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Autumn, 1541. Following the uncovering of a plot against his throne in Yorkshire, King Henry VIII has set out on a spectacular Progress to the North to overawe his rebellious subjects there. Accompanied by a thousand soldiers, the cream of the nobility, and his fifth wife Catherine Howard, the King is to attend an extravagant submission of the local gentry at York.
Already in the city are lawyer Matthew Shardlake and his assistant Jack Barak. As well as assisting with legal work processing petitions to the King, Shardlake has reluctantly undertaken a special mission – to ensure the welfare of an important but dangerous conspirator being returned to London for interrogation.
But the murder of a local glazier involves Shardlake in deeper mysteries, connected not only to the prisoner in York Castle but to the royal family itself. As the Great Progress arrives in the city, Shardlake and Barak stumble upon a cache of secret papers that holds danger for the King’s throne, and a chain of events unfolds that will lead Shardlake facing the most terrifying fate of the age.
It is the winter of 1537 and England is divided into those faithful to the Catholic Church and those loyal to the King and the newly established Church of England. Thomas Cromwell, Henry VIII’s feared vicar-general, crusades against the old Church with savage new laws, rigged trials, and a vast network of informers. Queen Anne Boleyn has been beheaded and monasteries are being dissolved-their treasures pillaged and their lands eyed greedily by courtiers and country gentry. But having put down one people’s rebellion, Cromwell fears another might topple the realm. So, when one of his commissioners is murdered in the monastery at Scarnsea on the south coast of England, he enlists his fellow reformer, Matthew Shardlake, a lawyer renowned as “the sharpest hunchback in the courts of England,” to head the inquiry.
When Shardlake and his young clerk and protégé, Mark Poer, arrive at Scarnsea, the two are greeted with thinly veiled…[more]
It is 1540, and Matthew Shardlake, the lawyer renowned as “the sharpest hunchback in the courts of England,” is pressed to help a friend’s young niece who is charged with murder. Despite threats of torture and death by the rack, the girl is inexplicably silent. Shardlake is about to lose her case when he is suddenly granted a reprieve—one that will ensnare him in the dangerous schemes of Thomas Cromwell, Henry VIII’s feared vicar-general.
In exchange for two more weeks to investigate the murder, Shardlake accepts Cromwell’s dangerous assignment to find a lost cache of “dark fire,” a legendary weapon of mass destruction. Cromwell, out of favor since Henry’s disastrous marriage to Anne of Cleves, is relying on Shardlake to save his position at court, which is rife with treasonous conspiracies.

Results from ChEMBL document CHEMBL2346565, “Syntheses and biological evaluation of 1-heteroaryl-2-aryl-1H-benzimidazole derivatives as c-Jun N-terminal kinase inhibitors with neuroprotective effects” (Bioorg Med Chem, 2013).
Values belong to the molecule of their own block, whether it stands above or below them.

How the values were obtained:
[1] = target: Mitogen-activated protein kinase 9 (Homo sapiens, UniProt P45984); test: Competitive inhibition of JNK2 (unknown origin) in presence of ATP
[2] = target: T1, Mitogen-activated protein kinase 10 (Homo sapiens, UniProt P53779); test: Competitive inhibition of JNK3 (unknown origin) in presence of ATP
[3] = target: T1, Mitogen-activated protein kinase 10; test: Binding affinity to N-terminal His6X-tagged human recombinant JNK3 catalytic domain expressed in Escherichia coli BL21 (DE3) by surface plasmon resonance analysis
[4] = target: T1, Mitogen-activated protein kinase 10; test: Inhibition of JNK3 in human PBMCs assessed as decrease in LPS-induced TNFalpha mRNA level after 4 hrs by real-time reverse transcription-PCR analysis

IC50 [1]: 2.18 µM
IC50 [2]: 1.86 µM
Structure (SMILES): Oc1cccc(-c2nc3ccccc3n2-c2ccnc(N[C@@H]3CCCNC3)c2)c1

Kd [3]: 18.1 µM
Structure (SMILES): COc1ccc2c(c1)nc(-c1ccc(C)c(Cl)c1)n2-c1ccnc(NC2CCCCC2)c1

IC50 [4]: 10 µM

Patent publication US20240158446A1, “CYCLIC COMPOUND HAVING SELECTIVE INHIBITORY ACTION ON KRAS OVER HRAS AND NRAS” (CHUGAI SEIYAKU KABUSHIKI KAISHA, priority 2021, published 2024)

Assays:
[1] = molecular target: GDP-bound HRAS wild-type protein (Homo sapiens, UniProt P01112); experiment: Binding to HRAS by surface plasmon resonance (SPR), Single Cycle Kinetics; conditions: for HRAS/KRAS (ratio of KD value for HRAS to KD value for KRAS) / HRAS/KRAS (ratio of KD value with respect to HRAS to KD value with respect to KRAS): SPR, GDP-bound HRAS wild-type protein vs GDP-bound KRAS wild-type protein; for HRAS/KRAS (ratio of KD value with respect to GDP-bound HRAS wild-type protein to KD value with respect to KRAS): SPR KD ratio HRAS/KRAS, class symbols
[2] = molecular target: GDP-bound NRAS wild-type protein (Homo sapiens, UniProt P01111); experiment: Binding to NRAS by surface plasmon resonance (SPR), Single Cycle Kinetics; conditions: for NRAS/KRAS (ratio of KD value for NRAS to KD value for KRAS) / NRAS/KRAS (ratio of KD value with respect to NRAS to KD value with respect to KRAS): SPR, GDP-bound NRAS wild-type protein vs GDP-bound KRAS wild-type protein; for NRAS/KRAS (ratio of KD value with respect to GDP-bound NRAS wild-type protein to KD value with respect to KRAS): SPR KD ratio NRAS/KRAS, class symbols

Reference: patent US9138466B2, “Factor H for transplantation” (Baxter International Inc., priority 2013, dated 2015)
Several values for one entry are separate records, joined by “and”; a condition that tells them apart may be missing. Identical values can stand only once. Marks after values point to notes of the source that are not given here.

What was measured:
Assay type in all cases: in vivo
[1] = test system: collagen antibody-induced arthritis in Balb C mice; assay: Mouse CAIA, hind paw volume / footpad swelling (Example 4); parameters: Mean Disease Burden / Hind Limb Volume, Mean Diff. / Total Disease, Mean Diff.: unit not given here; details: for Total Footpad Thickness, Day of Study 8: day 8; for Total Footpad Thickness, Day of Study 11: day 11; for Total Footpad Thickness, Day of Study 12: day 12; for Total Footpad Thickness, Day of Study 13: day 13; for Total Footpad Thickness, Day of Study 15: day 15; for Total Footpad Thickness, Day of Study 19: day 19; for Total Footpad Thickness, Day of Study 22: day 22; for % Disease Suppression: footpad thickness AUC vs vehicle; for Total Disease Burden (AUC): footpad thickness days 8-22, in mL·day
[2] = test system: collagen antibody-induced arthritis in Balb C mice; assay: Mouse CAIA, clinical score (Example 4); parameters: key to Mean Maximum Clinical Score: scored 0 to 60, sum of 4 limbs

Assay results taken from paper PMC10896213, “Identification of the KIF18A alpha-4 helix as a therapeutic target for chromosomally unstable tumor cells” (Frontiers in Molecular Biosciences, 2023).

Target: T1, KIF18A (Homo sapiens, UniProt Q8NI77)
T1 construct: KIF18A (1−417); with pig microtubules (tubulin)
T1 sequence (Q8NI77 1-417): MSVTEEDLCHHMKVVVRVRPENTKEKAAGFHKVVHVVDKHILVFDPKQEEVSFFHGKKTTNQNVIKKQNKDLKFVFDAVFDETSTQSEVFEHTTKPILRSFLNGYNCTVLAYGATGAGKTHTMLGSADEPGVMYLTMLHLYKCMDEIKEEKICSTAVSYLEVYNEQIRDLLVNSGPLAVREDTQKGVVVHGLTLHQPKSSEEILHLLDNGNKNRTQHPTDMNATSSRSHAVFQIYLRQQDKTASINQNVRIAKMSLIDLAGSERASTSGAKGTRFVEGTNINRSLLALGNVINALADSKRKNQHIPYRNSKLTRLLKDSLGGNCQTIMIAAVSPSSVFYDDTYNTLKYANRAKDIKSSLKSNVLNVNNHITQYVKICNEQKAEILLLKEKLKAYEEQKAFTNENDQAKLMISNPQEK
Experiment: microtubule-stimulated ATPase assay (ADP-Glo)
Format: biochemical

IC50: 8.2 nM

With its wonderful attention to period detail and its brilliant handling of suspense, Dark Fire is sure to win comparisons with Margaret George’s Mary Queen of Scotland and the Isles and captivate readers of Philippa Gregory and David Liss.
Summer, 1545. England is at war. Henry VIII’s invasion of France has gone badly wrong, and a massive French fleet is preparing to sail across the Channel. As the English fleet gathers at Portsmouth, the country raises the largest militia army it has ever seen. The King has debased the currency to pay for the war, and England is in the grip of soaring inflation and economic crisis.
Meanwhile Matthew Shardlake is given an intriguing legal case by an old servant of Queen Catherine Parr. Asked to investigate claims of “monstrous wrongs” committed against a young ward of the court, which have already involved one mysterious death, Shardlake and his assistant Barak journey to Portsmouth.
Once arrived, Shardlake and Barak find themselves in a city preparing to become a war zone; and Shardlake takes the opportunity…[more]
It is spring, 1543 and King Henry VIII is wooing Lady Catherine Parr, whom he wants for his sixth wife—but this time the object of his affections is resisting. Archbishop Cranmer and the embattled Protestant faction at court are watching keenly, for Lady Catherine is known to have reformist sympathies.
Matthew Shardlake, meanwhile, is working on the case of a teenage boy, a religious maniac who has been placed by the King’s council in the Bedlam hospital for the insane. Should he be released as his parents want, when his terrifying actions could lead to him being burned as a heretic?
Then, when an old friend is horrifically murdered, Shardlake promises his widow—for whom he has long had complicated feelings—to bring the killer to justice. His search leads him to connections not only with the boy in Bedlam, but with Archbishop…[more]